In summary, we are not required by statute to reject a Petition based upon the fact that certain arguments or art were previously considered by the Office, and after reviewing the reexamination, we decline to do so in this case.  See 35 U.S.C. § 325(d) (quoted supra).  The record before us is not the same as that previously before the Office, and we are in any event not persuaded by the declarations previously submitted in the reexamination that apparently determined the outcome.[12]

The PTAB went on to scrutinize the petitioner’s arguments for unpatentability and ultimately granted the petition on some, but not all, of the grounds that the petitioner proposed.  The grounds included one of the three references considered during the prior ex parte proceeding.[13]

The PTAB’s willingness to conduct a thorough de novo analysis of prior Patent Office proceedings, and to reach its own conclusions as to the correctness of the decisions reached in those proceedings, speaks volumes about the PTAB’s view of its role.  It also reveals an important practical difference between the reasonable likelihood of success standard governing institution of inter partes review and the substantial new question of patentability standard governing institution of ex parte reexamination.  Although the latter could be based upon previously considered references, it compelled challengers to produce evidence showing a new technological teaching or showing the references in a new light.  The emphasis was on the “newness” of the grounds.  Examiners did not evaluate the prior record to determine whether or not the correct decision had been reached on the merits because those were not new questions.  Moreover, under the substantial new question standard, a request that failed to include new evidence in support of its positions, such as new expert declarations, was likely to be denied.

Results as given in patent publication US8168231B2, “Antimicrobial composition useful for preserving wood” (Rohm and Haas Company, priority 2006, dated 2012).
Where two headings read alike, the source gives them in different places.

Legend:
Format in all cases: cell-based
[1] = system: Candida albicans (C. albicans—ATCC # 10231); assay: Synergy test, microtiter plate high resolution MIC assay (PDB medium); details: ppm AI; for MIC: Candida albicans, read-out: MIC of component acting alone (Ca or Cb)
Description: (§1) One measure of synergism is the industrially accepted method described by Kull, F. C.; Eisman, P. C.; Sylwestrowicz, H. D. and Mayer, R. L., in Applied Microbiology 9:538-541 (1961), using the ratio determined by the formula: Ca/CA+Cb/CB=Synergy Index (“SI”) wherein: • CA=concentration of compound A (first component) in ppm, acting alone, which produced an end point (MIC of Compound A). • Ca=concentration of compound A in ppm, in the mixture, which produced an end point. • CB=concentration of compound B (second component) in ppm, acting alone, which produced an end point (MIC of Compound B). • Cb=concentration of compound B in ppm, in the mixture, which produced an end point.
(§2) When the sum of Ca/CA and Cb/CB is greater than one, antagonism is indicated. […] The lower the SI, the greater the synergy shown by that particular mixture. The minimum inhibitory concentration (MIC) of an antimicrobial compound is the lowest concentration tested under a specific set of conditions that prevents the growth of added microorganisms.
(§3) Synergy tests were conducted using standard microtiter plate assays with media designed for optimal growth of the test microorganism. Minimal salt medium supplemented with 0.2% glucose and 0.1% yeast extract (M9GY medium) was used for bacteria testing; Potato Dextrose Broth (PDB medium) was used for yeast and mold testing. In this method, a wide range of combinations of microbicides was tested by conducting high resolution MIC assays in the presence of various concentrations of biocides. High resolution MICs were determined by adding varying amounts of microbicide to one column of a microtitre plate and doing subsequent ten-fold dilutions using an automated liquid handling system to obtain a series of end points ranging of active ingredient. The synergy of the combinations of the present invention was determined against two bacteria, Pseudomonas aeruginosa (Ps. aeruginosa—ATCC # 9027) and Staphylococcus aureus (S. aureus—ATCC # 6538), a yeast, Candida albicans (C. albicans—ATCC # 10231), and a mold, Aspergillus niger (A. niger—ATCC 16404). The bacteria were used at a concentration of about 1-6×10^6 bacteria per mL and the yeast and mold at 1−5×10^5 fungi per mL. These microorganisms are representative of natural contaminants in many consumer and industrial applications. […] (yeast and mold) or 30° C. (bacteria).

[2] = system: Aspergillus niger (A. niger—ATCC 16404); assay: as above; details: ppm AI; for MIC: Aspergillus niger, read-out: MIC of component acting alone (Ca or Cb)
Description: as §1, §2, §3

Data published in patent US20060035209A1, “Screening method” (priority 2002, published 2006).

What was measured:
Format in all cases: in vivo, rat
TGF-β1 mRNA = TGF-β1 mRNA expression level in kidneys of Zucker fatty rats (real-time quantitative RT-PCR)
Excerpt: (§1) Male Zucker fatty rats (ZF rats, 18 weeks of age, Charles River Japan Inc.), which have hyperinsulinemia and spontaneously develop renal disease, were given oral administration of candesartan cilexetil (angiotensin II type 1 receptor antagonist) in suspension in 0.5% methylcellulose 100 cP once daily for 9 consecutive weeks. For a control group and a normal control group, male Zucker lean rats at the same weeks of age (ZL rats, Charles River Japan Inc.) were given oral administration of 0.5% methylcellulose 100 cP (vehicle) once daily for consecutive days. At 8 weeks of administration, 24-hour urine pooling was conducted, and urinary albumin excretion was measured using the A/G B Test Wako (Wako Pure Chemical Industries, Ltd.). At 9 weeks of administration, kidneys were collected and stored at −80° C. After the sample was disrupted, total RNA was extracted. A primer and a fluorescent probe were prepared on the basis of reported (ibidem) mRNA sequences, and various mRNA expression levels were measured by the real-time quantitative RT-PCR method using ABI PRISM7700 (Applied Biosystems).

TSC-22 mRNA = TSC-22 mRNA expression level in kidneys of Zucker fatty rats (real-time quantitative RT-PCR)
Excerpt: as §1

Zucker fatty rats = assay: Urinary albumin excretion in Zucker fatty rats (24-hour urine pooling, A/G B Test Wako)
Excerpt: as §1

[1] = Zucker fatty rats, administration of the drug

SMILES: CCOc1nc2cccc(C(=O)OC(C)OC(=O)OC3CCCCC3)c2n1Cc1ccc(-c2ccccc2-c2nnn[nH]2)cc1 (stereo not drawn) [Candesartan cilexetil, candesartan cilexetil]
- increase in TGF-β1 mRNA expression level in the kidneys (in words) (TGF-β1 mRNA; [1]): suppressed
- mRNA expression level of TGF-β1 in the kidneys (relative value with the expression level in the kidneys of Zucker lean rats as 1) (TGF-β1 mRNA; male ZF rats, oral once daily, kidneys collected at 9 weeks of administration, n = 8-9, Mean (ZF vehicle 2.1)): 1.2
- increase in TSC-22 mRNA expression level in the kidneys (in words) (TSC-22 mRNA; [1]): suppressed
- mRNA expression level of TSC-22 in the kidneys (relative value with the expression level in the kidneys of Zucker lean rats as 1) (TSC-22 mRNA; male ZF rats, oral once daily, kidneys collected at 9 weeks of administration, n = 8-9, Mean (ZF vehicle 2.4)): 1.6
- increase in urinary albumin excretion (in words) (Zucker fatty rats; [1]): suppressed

The Macauto decision may present additional opportunities for challenging validity in the Patent Office, particularly on the basis of references that the Office had previously considered.  Yet, despite the PTAB’s willingness to reevaluate an existing record, petitioners seeking to challenge a patent on grounds that the USPTO earlier considered and distinguished would be well-advised to include additional supporting evidence, e.g., in the form of expert declarations with their petition for inter partes review.  The rules limit a petitioner’s ability to enter supplemental evidence after filing the petition, amplifying the risk to petitioners who file without such evidence.  More than ever before, inter partes review requires a well-supported petition that anticipates patent owner counterarguments at the outset to maximize the chances of having the PTAB grant the petition and ultimately sustain the challenge.



[1] Macauto, slip op. at 8.

[2] Id.

[3] Id.

[4] Id. at 14-15.

[5] Id. at 15-16.

[6] Id. at 16.

[7] Id.

[8] Id. at 17.

[9] Id.

[10] Id.

[11] Id. at 19.

[12] Id. at 17-19.

[13] See id. at 19-26.